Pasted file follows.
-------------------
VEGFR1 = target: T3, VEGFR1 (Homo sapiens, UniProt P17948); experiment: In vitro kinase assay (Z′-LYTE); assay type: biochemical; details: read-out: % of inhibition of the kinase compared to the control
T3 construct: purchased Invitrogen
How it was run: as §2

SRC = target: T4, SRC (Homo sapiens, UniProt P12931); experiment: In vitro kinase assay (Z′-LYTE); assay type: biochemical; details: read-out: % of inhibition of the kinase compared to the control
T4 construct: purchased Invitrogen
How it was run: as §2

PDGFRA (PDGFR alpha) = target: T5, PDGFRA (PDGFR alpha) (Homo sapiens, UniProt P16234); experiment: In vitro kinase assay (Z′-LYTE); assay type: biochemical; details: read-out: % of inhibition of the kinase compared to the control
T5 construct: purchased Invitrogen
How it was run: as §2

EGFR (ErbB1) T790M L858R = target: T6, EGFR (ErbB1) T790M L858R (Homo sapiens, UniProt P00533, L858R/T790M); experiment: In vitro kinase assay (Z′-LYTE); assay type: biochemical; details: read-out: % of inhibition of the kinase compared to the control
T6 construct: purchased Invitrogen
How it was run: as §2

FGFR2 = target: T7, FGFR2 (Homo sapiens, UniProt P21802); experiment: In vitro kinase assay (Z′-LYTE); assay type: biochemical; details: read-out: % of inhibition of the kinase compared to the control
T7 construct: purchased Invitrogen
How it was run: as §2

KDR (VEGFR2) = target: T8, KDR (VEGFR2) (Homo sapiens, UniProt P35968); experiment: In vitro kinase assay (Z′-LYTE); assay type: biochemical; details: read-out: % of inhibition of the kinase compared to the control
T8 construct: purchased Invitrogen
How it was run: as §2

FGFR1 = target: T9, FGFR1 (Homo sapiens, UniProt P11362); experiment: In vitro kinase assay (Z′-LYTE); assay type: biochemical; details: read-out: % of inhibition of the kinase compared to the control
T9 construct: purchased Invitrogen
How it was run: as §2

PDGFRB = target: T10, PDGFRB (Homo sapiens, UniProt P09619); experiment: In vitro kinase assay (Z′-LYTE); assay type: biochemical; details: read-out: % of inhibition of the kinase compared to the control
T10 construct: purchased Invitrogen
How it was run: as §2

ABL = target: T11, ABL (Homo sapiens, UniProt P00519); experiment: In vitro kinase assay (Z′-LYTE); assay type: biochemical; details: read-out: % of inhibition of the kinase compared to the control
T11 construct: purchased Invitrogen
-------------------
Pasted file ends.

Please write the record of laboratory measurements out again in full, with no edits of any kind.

VEGFR1 = target: T3, VEGFR1 (Homo sapiens, UniProt P17948); experiment: In vitro kinase assay (Z′-LYTE); assay type: biochemical; details: read-out: % of inhibition of the kinase compared to the control
T3 construct: purchased Invitrogen
How it was run: as §2

SRC = target: T4, SRC (Homo sapiens, UniProt P12931); experiment: In vitro kinase assay (Z′-LYTE); assay type: biochemical; details: read-out: % of inhibition of the kinase compared to the control
T4 construct: purchased Invitrogen
How it was run: as §2

PDGFRA (PDGFR alpha) = target: T5, PDGFRA (PDGFR alpha) (Homo sapiens, UniProt P16234); experiment: In vitro kinase assay (Z′-LYTE); assay type: biochemical; details: read-out: % of inhibition of the kinase compared to the control
T5 construct: purchased Invitrogen
How it was run: as §2

EGFR (ErbB1) T790M L858R = target: T6, EGFR (ErbB1) T790M L858R (Homo sapiens, UniProt P00533, L858R/T790M); experiment: In vitro kinase assay (Z′-LYTE); assay type: biochemical; details: read-out: % of inhibition of the kinase compared to the control
T6 construct: purchased Invitrogen
How it was run: as §2

FGFR2 = target: T7, FGFR2 (Homo sapiens, UniProt P21802); experiment: In vitro kinase assay (Z′-LYTE); assay type: biochemical; details: read-out: % of inhibition of the kinase compared to the control
T7 construct: purchased Invitrogen
How it was run: as §2

KDR (VEGFR2) = target: T8, KDR (VEGFR2) (Homo sapiens, UniProt P35968); experiment: In vitro kinase assay (Z′-LYTE); assay type: biochemical; details: read-out: % of inhibition of the kinase compared to the control
T8 construct: purchased Invitrogen
How it was run: as §2

FGFR1 = target: T9, FGFR1 (Homo sapiens, UniProt P11362); experiment: In vitro kinase assay (Z′-LYTE); assay type: biochemical; details: read-out: % of inhibition of the kinase compared to the control
T9 construct: purchased Invitrogen
How it was run: as §2

PDGFRB = target: T10, PDGFRB (Homo sapiens, UniProt P09619); experiment: In vitro kinase assay (Z′-LYTE); assay type: biochemical; details: read-out: % of inhibition of the kinase compared to the control
T10 construct: purchased Invitrogen
How it was run: as §2

ABL = target: T11, ABL (Homo sapiens, UniProt P00519); experiment: In vitro kinase assay (Z′-LYTE); assay type: biochemical; details: read-out: % of inhibition of the kinase compared to the control
T11 construct: purchased Invitrogen